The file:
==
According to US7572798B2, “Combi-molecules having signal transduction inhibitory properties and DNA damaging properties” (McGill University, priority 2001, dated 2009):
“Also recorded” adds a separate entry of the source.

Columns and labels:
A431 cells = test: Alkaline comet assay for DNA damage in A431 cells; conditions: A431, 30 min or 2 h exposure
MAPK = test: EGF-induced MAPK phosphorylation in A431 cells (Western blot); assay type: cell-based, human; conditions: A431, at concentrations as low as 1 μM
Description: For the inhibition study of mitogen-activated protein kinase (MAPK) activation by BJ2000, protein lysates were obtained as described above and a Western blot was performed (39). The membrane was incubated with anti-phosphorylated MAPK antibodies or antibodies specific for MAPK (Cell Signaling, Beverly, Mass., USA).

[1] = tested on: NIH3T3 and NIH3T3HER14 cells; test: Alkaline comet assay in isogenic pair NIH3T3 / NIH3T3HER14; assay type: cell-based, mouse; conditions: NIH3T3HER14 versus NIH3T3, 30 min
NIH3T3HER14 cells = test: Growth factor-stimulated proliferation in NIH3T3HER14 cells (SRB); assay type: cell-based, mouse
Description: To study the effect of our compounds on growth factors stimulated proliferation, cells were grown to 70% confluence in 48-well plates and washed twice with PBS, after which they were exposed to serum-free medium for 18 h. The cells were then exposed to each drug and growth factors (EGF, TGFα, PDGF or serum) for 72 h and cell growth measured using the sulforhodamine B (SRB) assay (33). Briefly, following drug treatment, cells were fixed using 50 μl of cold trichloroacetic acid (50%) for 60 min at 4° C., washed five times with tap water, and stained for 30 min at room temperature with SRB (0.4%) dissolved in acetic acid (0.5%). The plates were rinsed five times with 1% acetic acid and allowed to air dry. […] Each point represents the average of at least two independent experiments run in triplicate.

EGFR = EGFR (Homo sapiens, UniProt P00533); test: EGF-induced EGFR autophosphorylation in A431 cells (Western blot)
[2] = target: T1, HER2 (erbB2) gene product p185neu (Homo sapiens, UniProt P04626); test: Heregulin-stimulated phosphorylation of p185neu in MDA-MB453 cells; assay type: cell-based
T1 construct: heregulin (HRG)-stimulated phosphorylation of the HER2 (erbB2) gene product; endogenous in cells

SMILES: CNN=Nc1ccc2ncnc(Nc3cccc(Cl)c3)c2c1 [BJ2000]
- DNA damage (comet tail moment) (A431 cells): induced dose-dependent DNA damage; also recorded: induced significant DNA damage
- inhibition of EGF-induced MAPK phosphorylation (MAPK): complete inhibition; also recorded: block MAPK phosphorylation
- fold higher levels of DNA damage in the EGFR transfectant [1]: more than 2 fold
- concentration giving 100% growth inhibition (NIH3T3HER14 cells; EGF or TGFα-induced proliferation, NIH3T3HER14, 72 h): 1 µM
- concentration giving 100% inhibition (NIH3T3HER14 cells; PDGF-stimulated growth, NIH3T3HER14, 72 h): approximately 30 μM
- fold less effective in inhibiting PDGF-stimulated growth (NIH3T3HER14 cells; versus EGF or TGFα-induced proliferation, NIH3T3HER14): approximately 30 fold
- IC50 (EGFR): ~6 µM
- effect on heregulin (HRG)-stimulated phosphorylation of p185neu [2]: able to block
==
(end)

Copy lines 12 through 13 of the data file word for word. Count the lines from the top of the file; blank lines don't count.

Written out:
T1 construct: heregulin (HRG)-stimulated phosphorylation of the HER2 (erbB2) gene product; endogenous in cells

SMILES: CNN=Nc1ccc2ncnc(Nc3cccc(Cl)c3)c2c1 [BJ2000]